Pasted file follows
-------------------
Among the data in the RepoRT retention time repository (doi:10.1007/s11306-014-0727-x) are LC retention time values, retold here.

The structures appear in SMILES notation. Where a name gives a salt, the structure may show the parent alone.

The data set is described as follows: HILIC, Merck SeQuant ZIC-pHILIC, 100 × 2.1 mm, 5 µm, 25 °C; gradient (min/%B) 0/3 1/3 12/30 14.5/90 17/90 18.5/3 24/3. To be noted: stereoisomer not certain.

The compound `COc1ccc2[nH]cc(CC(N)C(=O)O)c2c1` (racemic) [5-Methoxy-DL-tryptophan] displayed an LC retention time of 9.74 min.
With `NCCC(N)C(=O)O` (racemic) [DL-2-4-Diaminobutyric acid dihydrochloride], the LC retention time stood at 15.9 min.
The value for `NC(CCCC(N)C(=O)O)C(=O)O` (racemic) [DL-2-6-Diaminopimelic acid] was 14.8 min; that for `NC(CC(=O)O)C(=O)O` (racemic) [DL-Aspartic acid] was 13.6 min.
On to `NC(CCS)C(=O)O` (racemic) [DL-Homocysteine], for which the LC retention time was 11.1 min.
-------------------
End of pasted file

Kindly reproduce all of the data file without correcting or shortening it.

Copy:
Among the data in the RepoRT retention time repository (doi:10.1007/s11306-014-0727-x) are LC retention time values, retold here.

The structures appear in SMILES notation. Where a name gives a salt, the structure may show the parent alone.

The data set is described as follows: HILIC, Merck SeQuant ZIC-pHILIC, 100 × 2.1 mm, 5 µm, 25 °C; gradient (min/%B) 0/3 1/3 12/30 14.5/90 17/90 18.5/3 24/3. To be noted: stereoisomer not certain.

The compound `COc1ccc2[nH]cc(CC(N)C(=O)O)c2c1` (racemic) [5-Methoxy-DL-tryptophan] displayed an LC retention time of 9.74 min.
With `NCCC(N)C(=O)O` (racemic) [DL-2-4-Diaminobutyric acid dihydrochloride], the LC retention time stood at 15.9 min.
The value for `NC(CCCC(N)C(=O)O)C(=O)O` (racemic) [DL-2-6-Diaminopimelic acid] was 14.8 min; that for `NC(CC(=O)O)C(=O)O` (racemic) [DL-Aspartic acid] was 13.6 min.
On to `NC(CCS)C(=O)O` (racemic) [DL-Homocysteine], for which the LC retention time was 11.1 min.